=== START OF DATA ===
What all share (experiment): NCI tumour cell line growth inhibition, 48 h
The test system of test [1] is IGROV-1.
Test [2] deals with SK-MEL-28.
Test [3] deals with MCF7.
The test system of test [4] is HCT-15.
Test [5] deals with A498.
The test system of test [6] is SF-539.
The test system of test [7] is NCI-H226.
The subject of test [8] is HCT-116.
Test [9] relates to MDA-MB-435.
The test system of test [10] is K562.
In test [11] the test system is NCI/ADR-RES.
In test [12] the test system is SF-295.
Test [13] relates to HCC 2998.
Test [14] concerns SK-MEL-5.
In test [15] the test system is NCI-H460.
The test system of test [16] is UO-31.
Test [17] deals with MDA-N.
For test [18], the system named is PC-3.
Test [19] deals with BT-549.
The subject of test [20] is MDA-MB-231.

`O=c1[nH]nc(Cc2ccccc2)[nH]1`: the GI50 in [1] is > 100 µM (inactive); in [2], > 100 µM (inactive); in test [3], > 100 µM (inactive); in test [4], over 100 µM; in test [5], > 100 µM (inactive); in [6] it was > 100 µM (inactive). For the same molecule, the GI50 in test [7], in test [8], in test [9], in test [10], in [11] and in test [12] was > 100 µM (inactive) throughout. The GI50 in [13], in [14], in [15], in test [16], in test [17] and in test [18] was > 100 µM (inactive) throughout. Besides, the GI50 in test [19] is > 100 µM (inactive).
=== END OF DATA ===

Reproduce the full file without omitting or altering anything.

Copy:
What all share (experiment): NCI tumour cell line growth inhibition, 48 h
The test system of test [1] is IGROV-1.
Test [2] deals with SK-MEL-28.
Test [3] deals with MCF7.
The test system of test [4] is HCT-15.
Test [5] deals with A498.
The test system of test [6] is SF-539.
The test system of test [7] is NCI-H226.
The subject of test [8] is HCT-116.
Test [9] relates to MDA-MB-435.
The test system of test [10] is K562.
In test [11] the test system is NCI/ADR-RES.
In test [12] the test system is SF-295.
Test [13] relates to HCC 2998.
Test [14] concerns SK-MEL-5.
In test [15] the test system is NCI-H460.
The test system of test [16] is UO-31.
Test [17] deals with MDA-N.
For test [18], the system named is PC-3.
Test [19] deals with BT-549.
The subject of test [20] is MDA-MB-231.

`O=c1[nH]nc(Cc2ccccc2)[nH]1`: the GI50 in [1] is > 100 µM (inactive); in [2], > 100 µM (inactive); in test [3], > 100 µM (inactive); in test [4], over 100 µM; in test [5], > 100 µM (inactive); in [6] it was > 100 µM (inactive). For the same molecule, the GI50 in test [7], in test [8], in test [9], in test [10], in [11] and in test [12] was > 100 µM (inactive) throughout. The GI50 in [13], in [14], in [15], in test [16], in test [17] and in test [18] was > 100 µM (inactive) throughout. Besides, the GI50 in test [19] is > 100 µM (inactive).